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Port Of Baku Starts The Construction Of A Strategic Fertiliser Terminal

Port of Baku starts the construction of a strategic fertiliser terminal

Source: Port of Baku
Baku, Azerbaijan (PortSEurope) June 9, 2021 – The Port of Baku has announced the start of construction of a fertiliser terminal at its new facility in Alat, Azerbaijan. It is expected to be commissioned by the end of 2022. The new fertiliser terminal will have the capacity of 2.5 million tonnes annually. The facility will have two warehouses with a total capacity of 60,000 tonnes, and state-of-the-art conveyor systems to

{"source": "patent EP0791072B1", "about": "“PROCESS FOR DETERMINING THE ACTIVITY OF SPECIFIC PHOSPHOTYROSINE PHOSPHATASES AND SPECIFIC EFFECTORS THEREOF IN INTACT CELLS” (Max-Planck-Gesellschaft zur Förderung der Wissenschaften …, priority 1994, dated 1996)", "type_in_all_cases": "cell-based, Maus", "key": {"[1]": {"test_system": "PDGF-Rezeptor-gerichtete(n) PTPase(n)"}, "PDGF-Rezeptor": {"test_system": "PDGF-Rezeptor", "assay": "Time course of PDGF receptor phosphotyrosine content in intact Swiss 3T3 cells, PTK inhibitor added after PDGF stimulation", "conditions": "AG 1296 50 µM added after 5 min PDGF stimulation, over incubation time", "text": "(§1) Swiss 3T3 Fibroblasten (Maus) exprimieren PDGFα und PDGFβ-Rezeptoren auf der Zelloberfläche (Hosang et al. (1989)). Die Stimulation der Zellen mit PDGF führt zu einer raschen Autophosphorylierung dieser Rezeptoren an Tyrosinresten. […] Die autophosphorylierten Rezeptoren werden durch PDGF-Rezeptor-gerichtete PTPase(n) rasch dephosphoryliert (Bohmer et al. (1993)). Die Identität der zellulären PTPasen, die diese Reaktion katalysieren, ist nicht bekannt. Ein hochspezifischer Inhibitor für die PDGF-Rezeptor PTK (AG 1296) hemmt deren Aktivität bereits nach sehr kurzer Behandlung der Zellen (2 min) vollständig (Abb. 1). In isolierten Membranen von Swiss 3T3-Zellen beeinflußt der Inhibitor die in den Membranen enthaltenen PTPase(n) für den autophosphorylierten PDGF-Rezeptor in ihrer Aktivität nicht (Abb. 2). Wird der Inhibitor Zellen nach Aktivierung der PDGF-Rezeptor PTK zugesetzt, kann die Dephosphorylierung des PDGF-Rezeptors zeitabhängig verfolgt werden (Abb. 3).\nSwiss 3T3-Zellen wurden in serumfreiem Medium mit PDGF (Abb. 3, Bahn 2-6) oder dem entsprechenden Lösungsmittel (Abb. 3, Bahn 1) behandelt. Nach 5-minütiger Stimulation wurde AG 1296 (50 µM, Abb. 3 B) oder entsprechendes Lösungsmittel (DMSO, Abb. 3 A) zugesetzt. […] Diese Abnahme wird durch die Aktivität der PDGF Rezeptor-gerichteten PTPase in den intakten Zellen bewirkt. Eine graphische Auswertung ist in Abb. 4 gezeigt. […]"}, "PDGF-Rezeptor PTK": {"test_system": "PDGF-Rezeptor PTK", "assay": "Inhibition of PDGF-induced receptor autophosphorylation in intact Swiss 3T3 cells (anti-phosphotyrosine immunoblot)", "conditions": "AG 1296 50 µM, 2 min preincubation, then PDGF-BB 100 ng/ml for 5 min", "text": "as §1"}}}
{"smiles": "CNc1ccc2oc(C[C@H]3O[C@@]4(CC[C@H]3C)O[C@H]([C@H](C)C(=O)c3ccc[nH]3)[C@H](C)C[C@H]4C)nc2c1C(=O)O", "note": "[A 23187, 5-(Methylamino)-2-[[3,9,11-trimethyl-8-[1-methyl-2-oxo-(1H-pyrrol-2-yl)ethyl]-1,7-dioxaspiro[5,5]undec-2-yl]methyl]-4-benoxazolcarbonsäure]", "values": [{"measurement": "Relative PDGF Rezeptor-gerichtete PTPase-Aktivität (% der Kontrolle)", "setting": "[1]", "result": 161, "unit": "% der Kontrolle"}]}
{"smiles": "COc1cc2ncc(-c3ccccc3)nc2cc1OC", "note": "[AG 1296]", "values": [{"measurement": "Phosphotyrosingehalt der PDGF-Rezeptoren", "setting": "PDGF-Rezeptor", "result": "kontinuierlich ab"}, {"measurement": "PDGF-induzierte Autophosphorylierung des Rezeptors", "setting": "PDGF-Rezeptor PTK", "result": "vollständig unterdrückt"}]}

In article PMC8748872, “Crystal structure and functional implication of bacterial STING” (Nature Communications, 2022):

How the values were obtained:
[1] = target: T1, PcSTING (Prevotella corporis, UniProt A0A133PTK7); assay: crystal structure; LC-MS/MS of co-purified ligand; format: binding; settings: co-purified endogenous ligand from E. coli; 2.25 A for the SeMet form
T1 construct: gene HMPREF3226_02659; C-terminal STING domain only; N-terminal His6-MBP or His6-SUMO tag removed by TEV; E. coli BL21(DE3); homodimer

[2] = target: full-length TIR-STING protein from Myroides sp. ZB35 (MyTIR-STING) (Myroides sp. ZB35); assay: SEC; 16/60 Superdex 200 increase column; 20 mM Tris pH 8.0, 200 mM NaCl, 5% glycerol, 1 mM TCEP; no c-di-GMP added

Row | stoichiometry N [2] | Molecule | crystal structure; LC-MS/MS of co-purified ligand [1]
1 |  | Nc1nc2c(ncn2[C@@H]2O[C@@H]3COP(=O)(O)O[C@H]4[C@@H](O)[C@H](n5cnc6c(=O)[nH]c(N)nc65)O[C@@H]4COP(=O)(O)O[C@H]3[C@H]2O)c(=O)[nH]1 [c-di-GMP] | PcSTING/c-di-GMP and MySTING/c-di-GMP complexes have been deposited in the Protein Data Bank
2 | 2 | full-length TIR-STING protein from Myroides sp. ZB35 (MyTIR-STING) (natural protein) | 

unload the various types of fertilisers directly to warehouses or into wagons/rail hoppers at a newly designed wagon loading station. The port authority plans to lease the terminal operation through a long-term concession and is already in negotiations with potential bidders. The strategic terminal is jointly financed by the Government of Azerbaijan and the Port of Baku. The investment decision resulted from a feasibility study revealing a significant potential for transshipment of fertilisers from landlocked Central Asian countries to western markets via Azerbaijan. Three resource-rich states of Central Asia – Turkmenistan, Uzbekistan and Kazakhstan – have production capacity for various fertilisers, including urea, sulfur (sulphur) and potassium carbonate that exceeds 6.6 million tonnes annually. All three countries have invested heavily in constructing fertiliser production facilities to increase export volumes. A recently inaugurated Garabogaz fertiliser Plant, on the eastern shore of the Caspian Sea in Turkmenistan, can alone produce 1.2 million tonnes of urea per year, of which more than 90% is expected to be exported. “The volume of Central Asian – primarily Turkmen – fertilisers transshipped via the Port of Baku has increased more than 13-fold between 2018 and 2020, from 48,339 to 630,000 tonnes,” said Taleh Ziyadov, General Director of the Port of Baku. “The trend is accelerating. In the first five months of 2021, we handled more than 450,000 tonnes of fertilisers, signifying the reliability of the transit corridor via Azerbaijan. A new terminal will ensure reliability in Central Asia’s fertiliser supply chain and allow us to increase volume from Turkmenistan, Kazakhstan and Uzbekistan,” he added. Azerbaijan as a transport hub The Baku International Sea Trade Port CJSC fertiliser terminal will increase the role of Azerbaijan as a strategic transit country for Central Asian states. It will also boost Azerbaijan President Ilham Aliyev’s diversification strategy for turning Azerbaijan into a trade and logistics hub of Eurasia. With the completion of new port in Alat, with an annual throughput capacity of 15 million tonnes, the Baku-Tbilisi-Kars railway connecting European and Asian rail networks, and key infrastructure projects linking the country’s transport networks along the East-West and North-South axes, Azerbaijan aims to become the top choice for foreign logistics companies and investors intending to expand their business at the crossroads of Europe and Asia. TRACECA In Q1, 2021, Azerbaijan transported 10.1 million tonnes of cargo along the transport corridor Europe-Caucasus-Asia (TRACECA), a decrease of 18.8% compared to the same period of 2020. According to data from the State Customs Committee, 5.6 million tonnes (55.4%) of the cargo transportation was by automobiles, 3.3 million tonnes (32.9%) by rail and 1.1 million tons (11.7%) by sea. Transit cargo accounted for 2.3 million tons or 23.5%. In 2020, TRACECA transported 35.5 million tons of cargo through Azerbaijan, including 7.5 million tonnes (21.2%) of transit cargo. TRACECA is an internationally recognized programme aimed at strengthening of economic relations, trade and transport communication in the regions of the Black Sea basin, South Caucasus and Central Asia owing to active work based on political will and common aspirations of all member-states. In 1998, 12 TRACECA countries signed the “Basic Multilateral Agreement on International Transport for Development of the Europe-the Caucasus-Asia Corridor” (MLA) with the aim of implementing in full of their geopolitical and economic potentials. In 2009, Iran joined TRACECA. Today, the TRACECA route comprises the transport system of the 13 member-states of the “Basic Multilateral Agreement on International Transport for Development of the Europe-the Caucasus-Asia Corridor” (MLA TRACECA): Azerbaijan, Armenia, Georgia, Iran, Kazakhstan, Kyrgyzstan, Moldova, Romania, Tajikistan, Turkey, Ukraine and Uzbekistan. Port of Baku Azerbaijan is also building up its own transport potential, since the turnover from trade at the Port of Baku in the Caspian Sea, the first “Green Port” among 26 ports in Europe to receive such status, increased 20% in 2020. The Port of Baku accommodated most of 2020’s surge, along with transcontinental transport and trade across Eurasia. The throughput of large vehicles (TIRs) and containers in that year was a 30-year record. In 2020 the number of trucks processed by the port increased by 28%, container exports by 15% and the volume of cargo transported through the dry cargo terminal by 280%. Compared to the last five years, there has been a five-fold increase in truck cargo, three times as many containers, and an increase of three and a half times the volume of cargo handled at the dry cargo terminal in the Port of Baku. Azerbaijan also plans to build a grain terminal, taking into account the large grain exports from Kazakhstan. A new geography of transcontinental transport and trade is in the making across Eurasia, as, in 2020, the “EU-China Express” freight trains reached a landmark transit of the equivalent of half a million TEU containers, an increase of 65% over 2019. By taking advantage of new opportunities, once it has opened communications within the region, it would be possible to reach both the Persian Gulf and Russia through Azerbaijan. China’s Belt and Road Initiative (new Silk Road) and Turkey’s Middle Corridor project are being complemented by Azerbaijan’s efforts to increase its transit transport facilities. The Port of Baku total cargo handled in 2020 was 4.85 million tonnes, compared to 4.057 million tonnes in 2019, an increase of around 20%. This was achieved despite the Covid-19 coronavirus crisis. Elmar Habibli, Head of the Press Service of the Port of Baku, said that the port is operating normally and that cargo handling statistics in 2021 are forecast to exceed the 2020 figure. The port has a terminal with the capacity to handle 100,000 TEU containers per year. Last year, 40.345 million TEU containers were handled at the port’s terminal, an increase of 15% compared to the previous year figures. Through two Ro-Ro bridges, 43.2 million TIR passed through the port last year, which is 28% more than in 2019. 65% of these TIR-s were transported in the direction of Baku-Turkmenistan-Baku, and 35% – in the direction of Baku-Astana-Baku. The Port of Baku transferred 711,706 thousand tonnes of dry cargo last year, which is 2.8 times more than in 2019, and 3.5 times more than in 2015. 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